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Journal of Psychosomatic Research 60 (2006) 253 – 256 Pro-anorexics and recovering anorexics differ in their Elizabeth J. Lyonsa,T, Matthias R. Mehlb,T, James W. Pennebakerc aDepartment of Health Behavior and Health Education, University of North Carolina, NC, United States bDepartment of Psychology, University of Arizona, Tucson, AZ, United States cDepartment of Psychology, University of Texas at Austin, Austin, TX, United States Objective: Pro-anorexia has emerged as a new and emotionally positive emotions, less anxiety, a lower degree of cognitive charged eating disorder phenomenon. This study explored the reflection, and lower levels of self-directed attention than did linguistic markers of differences in Internet self-presentation of recovering anorexics. Pro-anorexics were also more focused on the self-identified pro-anorexics who defend anorexia as a lifestyle and present and less on the past. Finally, pro-anorexics were more self-identified anorexics in recovery. Method: One hundred sixty- preoccupied with eating and less with school-related issues and two Internet message board entries and 56 homepages originating death. Conclusion: Linguistically, pro-anorexics and recovering from either pro-anorexics or recovering anorexics were analyzed anorexics engage in distinct psychological self-presentation styles.
for linguistic markers of emotional, cognitive, and social function- More research is needed to understand the clinical implications of ing, temporal focus, and anorexia-related psychological concerns.
Results: Across both text sources, pro-anorexics displayed more D 2006 Elsevier Inc. All rights reserved.
Keywords: Anorexia; Language use; LIWC; Text analysis; Coping the body and a life ever fastingQ; Although the realprevalence of bpro-anaQ sites is impossible to determine, Pro-anorexia has received widespread media attention as their number has been estimated to exceed 500 A a new and emotionally charged eating disorder phenomenon concern about these sites is their potential to trigger those on . Pro-anorexics are individuals who consider anorexia a the brink of an eating disorder into full-fledged anorexia.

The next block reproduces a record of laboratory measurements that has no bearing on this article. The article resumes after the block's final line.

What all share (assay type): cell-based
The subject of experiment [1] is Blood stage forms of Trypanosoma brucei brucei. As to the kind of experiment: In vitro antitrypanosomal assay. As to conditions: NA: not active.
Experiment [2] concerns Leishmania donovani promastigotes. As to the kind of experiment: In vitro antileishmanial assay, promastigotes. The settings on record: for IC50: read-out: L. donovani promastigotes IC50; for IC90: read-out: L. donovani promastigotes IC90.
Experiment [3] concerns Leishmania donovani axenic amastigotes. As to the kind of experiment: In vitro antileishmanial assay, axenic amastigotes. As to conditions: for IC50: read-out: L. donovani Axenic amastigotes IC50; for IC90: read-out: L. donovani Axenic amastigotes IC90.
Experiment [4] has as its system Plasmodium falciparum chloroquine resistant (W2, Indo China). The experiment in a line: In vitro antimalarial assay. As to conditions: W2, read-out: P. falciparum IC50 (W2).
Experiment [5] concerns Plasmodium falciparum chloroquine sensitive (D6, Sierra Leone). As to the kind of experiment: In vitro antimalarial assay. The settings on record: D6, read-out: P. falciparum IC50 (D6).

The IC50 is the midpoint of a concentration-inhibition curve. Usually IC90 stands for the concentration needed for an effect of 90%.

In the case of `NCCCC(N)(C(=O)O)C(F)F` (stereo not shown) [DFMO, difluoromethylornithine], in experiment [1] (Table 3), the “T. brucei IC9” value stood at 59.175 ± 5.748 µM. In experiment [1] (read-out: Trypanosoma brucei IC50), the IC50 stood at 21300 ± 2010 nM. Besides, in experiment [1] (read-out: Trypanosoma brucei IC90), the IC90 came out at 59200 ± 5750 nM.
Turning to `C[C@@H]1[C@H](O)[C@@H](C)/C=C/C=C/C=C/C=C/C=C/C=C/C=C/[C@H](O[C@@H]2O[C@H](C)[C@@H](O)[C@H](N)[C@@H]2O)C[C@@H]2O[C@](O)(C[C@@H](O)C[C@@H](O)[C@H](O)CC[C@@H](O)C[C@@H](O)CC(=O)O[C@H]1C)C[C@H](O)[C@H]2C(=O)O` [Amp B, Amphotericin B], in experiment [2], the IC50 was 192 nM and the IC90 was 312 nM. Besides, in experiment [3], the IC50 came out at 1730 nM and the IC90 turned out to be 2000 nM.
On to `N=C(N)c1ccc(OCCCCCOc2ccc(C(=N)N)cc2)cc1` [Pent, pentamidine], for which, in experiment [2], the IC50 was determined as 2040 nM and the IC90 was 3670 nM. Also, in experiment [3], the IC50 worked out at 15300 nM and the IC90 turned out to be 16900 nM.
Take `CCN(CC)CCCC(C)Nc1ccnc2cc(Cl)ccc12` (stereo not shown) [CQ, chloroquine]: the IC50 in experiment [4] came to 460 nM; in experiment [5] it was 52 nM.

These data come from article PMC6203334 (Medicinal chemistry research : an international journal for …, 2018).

legitimate alternative lifestyle that they choose to have, Despite media efforts to combat pro-anorexic attitudes, rather than an illness that they cannot control Their websites contain pictures of emaciated models, tips for The purpose of this study was to explore differences in dieting and how to hide weight loss from parents or doctors, self-presentation styles of individuals who publicly defend and community manifestoes such as the bAna CreedQ, a list anorexia as a lifestyle and individuals who identify of beliefs that describe what it means to be pro-anorexic themselves as recovering from anorexia. Methodologically, (e.g., bI believe in a wholly black and white world, the we attempted to complement traditional questionnaire-based losing of weight, recrimination for sins, the abnegation of assessments by sampling information directly and non-reactively from pro-anorexics’ main communication plat- B The preparation of this article was aided by the National Institutes of forms, personal homepages, and message boards Two text sources, homepages and message boards, were selected T Corresponding authors. Department of Psychology, University of to identify self-presentation styles that generalize across E-mail addresses: (E.J. Lyons), different online media. Pro-anorexics were contrasted against recovering anorexics as a comparison group to 0022-3999/06/$ – see front matter D 2006 Elsevier Inc. All rights reserved.
doi:10.1016/j.jpsychores.2005.07.017 E.J. Lyons et al. / Journal of Psychosomatic Research 60 (2006) 253 – 256 Table 1Selected text samples of homepages and message board entries from pro-anorexic and recovering anorexic participants You can never be too thin. . .at least to me you can’t. People might I was 10 years old when I began my eating disorder. My life think it’s disgusting, they might think I’m disgusting because of was out of control. Weight was the one thing I could control.
Ana. . .but what is it that people are always saying? It doesn’t matter And I did it well. My parents encouraged me, my friends what other people think, and be happy with who you are. Well Ana admired me and my siblings envied me. Losing weight made is a part of me, and I’m fine with that. Ana makes me happy.